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Two field seasons of survey-level research at the Spalding Plantation on Sapelo Island, Georgia have been devoted to locating wood frame slave cabins. Shown on an 1857 map, these structures are difficult to recognize archaeologically due to the scarcity of definitive architectural remains; in essence, no foundation elements survive when wooden frame cabins are set on blocks of wood, tabby, or brick that are robbed after the cabins are abandoned. However, indirect evidence for the presence of cabins may take the form of nail distributions that occur in an inversely spatial relationship with secondary refuse discard at this site: nails would be expected to mark the former cabin locations, and middens should occur adjacent to, rather than in, the cabin footprints. Using GIS, such spatial signatures have been tentatively identified on Sapelo Island.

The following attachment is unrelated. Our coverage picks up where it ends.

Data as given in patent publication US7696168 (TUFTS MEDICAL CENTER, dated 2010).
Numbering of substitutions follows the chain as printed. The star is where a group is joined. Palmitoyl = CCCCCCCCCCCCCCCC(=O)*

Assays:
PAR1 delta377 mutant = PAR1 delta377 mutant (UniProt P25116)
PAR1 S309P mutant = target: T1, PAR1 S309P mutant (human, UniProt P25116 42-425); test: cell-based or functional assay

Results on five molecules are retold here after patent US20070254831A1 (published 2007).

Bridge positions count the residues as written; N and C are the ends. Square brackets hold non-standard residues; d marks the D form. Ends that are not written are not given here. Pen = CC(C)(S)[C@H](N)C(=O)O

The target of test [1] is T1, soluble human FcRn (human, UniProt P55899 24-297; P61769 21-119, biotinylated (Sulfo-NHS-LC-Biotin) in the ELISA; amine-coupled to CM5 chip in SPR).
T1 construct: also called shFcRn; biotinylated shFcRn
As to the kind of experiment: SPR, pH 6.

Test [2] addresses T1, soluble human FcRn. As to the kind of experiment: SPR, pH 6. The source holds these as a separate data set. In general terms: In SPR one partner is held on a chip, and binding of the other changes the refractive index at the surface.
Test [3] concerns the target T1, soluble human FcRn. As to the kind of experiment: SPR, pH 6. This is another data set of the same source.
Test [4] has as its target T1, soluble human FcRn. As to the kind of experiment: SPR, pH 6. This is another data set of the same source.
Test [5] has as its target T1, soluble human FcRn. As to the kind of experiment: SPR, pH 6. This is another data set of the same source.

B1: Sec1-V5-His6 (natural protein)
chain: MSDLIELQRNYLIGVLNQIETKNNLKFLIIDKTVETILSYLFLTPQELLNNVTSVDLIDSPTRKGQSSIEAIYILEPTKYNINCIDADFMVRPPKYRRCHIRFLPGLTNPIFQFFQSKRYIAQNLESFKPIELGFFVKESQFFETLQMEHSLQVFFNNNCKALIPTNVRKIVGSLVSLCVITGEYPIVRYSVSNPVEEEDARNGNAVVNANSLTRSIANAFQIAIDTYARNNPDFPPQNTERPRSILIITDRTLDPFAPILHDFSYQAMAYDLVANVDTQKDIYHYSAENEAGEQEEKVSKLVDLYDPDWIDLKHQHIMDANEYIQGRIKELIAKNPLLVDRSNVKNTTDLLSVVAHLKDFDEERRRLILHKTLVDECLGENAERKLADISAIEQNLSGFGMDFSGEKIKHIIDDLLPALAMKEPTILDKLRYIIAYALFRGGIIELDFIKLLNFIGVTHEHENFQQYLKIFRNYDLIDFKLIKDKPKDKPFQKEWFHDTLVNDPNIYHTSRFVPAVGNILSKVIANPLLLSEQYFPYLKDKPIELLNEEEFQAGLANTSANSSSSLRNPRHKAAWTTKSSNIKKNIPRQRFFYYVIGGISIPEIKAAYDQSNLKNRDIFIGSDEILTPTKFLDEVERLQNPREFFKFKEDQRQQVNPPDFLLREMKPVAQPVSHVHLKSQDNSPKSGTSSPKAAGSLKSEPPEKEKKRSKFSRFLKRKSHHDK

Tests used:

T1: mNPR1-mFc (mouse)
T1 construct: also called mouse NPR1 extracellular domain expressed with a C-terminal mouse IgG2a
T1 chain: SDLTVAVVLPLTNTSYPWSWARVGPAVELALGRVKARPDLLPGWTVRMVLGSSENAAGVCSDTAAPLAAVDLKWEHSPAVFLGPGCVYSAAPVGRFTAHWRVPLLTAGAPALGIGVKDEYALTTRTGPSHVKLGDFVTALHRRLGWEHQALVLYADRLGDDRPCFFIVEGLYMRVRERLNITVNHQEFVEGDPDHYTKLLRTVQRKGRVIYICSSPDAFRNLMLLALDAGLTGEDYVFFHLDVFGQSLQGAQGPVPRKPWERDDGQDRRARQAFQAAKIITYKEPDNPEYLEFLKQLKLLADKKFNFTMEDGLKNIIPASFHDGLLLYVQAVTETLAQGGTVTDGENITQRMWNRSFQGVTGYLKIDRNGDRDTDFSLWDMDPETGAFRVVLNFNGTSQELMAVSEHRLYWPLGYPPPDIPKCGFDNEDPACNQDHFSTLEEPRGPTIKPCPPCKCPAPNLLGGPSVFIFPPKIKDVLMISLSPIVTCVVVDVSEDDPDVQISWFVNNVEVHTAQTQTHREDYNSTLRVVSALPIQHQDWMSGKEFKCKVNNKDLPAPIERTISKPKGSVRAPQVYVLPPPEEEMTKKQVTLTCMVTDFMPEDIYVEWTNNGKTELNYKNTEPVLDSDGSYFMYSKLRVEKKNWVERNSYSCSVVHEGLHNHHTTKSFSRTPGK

College of Arts and Sciences
University of Tennessee at Chattanooga
Place of Publication
Archaeology--Georgia--McIntosh County; Antiquities; Archaeology; McIntosh County (Ga.)--Antiquities
Sapelo Island (Ga.); McIntosh County (Ga.)
F292.M15 H66 2010
Honerkamp, Nicholas, "Defining frame slave cabins at the Thomas Spalding Plantation, Sapelo Island, Georgia" (2010). Jeffrey L. Brown Institute of Archaeology Reports. 13.